Disclaimer: The thoughts and opinions here laid forth are mine and mine alone. They in no way represent the thoughts or opinions of the Peace Corps or the United States Government.
Disclaimer #2 This post was written a month after I arrived in country. I thought I had lost this post, but just found it today.
I haven’t changed my underwear in 8 days. It is not for lack of want. I’d love nothing more than to feel the coolness of fresh cotton, but currently I find myself trapped in quite a conundrum.
It is not traditional for males here to do much of what Americans would categorize as “daily housework.” The washing of one’s clothes definitely falls into the aforementioned category. I wanted to wash my clothes upon arrival. There was something kind of romantic about getting out the wash basin, throwing in some soap (the most popular brand here is called “BARF” strangely enough) and going to it. I kind of relished the exercise. My first attempt was headed off in its infancy by the females in my house as they saw me enter the washroom and came running to stop this affront to tradition. The second time I was a bit slyer and waited until all the females were indisposed in the garden or performing other tasks. I snuck in that sanctum of feminine production and was able to complete all the soaking and scrubbing necessary. I wrung out my clothes and headed for the wash line. My luck continued as there was no one in sight of the clothes line. As I pinned the last leg of my jeans (turned inside out to not fade in the sun) my host grandmother (or tateek) came around the corner and gave me a look which conveyed that she thought I truly was a foolish and willful young man. Brushing me aside she proceeded to take down all my clothes from the line, turn them back right side out and headed straight for the washroom. The rewashing of my clothes admittedly didn’t take as long, due to my host tateek’s years of experience, but as she re-hung all the clothes, I saw no appreciable difference in their level of cleanliness. On to the dilemma…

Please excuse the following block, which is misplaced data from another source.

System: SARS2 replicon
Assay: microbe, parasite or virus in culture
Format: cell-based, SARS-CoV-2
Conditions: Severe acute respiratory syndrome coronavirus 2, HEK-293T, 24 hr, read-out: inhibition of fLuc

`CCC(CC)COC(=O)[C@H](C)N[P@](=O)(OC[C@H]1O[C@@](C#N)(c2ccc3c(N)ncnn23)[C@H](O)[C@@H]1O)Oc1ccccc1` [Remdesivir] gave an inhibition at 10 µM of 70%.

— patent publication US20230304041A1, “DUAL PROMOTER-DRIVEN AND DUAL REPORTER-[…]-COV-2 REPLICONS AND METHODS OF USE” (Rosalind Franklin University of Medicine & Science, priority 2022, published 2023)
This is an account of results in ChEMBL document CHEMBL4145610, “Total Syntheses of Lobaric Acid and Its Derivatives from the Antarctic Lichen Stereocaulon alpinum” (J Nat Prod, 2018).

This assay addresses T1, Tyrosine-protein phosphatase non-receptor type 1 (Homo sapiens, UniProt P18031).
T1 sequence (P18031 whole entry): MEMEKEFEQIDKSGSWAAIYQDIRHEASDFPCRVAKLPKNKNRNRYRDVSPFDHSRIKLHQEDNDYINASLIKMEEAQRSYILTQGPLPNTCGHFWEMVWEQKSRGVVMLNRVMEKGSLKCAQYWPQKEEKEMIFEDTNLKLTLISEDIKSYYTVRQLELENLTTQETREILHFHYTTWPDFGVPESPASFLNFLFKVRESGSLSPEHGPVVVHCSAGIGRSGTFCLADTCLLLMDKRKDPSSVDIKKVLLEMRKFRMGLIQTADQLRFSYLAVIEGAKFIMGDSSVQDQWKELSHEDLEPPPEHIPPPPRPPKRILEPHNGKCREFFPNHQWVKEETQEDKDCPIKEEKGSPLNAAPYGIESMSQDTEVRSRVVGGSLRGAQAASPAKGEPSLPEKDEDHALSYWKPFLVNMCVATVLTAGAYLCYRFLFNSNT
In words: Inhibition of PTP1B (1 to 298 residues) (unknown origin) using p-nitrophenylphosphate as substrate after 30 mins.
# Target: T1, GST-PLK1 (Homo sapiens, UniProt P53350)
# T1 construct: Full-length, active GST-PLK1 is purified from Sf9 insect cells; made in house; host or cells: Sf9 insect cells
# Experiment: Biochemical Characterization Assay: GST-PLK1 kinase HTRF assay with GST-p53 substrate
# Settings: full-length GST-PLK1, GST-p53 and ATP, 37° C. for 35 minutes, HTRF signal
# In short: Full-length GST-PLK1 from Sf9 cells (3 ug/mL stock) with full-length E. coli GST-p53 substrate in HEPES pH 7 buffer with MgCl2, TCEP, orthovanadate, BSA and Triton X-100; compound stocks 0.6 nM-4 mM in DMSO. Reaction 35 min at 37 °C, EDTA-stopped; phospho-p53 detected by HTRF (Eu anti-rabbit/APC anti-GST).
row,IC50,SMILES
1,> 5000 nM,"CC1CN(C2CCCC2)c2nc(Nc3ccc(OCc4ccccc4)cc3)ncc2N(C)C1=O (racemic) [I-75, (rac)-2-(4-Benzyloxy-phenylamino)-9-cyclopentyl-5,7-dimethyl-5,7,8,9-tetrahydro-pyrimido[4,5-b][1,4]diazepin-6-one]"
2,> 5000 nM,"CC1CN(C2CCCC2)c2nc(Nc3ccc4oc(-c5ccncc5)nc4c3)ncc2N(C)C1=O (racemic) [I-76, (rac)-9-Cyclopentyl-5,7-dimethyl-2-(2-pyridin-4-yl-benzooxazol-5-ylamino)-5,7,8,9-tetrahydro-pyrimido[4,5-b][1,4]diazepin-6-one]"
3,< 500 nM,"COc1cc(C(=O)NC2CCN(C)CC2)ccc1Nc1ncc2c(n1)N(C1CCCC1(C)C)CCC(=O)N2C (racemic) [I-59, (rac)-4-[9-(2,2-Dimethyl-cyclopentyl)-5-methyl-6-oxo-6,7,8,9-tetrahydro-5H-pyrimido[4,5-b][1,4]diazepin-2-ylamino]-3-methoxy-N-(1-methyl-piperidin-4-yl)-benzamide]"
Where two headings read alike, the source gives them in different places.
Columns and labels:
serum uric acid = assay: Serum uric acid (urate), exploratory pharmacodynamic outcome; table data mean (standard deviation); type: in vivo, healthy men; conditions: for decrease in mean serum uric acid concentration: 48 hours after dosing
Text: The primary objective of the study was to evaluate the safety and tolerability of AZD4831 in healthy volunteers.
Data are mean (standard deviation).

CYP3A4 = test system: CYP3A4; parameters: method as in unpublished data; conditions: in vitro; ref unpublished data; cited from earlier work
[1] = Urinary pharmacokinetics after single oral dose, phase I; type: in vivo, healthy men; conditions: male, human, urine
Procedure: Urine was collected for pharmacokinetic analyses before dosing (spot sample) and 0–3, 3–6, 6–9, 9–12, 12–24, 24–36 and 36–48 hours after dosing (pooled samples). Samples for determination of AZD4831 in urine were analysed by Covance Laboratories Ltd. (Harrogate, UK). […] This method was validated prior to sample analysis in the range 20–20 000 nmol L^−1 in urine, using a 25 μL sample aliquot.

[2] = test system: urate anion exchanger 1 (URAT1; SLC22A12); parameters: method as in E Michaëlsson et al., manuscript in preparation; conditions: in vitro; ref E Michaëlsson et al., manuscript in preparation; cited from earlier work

When you first meet your new host family the Peace Corps is kind enough to provide a translator for an hour or two as you work out the details of the new living arrangement. As myself, the translator, and my family were sitting around discussing things like smoking in the house, times of meals and the like, there began a whispering between the ladies of the house. After much hushed discussion my blushing mother leaned over in the translator’s ear and told her something. After nodding her understanding the translator pulled me aside and explained to me that they will wash my clothes but it is shameful for them to wash my underwear, and they don’t feel comfortable discussing it any more. I, being too distracted by other things like how late I could stay out on weekends to think through this statement to its proper end, just nodded and said, but of course. Now I don’t know if this aversion to foreign boxer-briefs is only present in my family, or if it is a culturally thing, but I do know that it has made things difficult for me.
So here is my conundrum; I am not allowed to wash my own clothes, but the only vehicle I have for washing my clothes will not wash my underwear. Thus, I sit here in 8 day old underwear perplexed.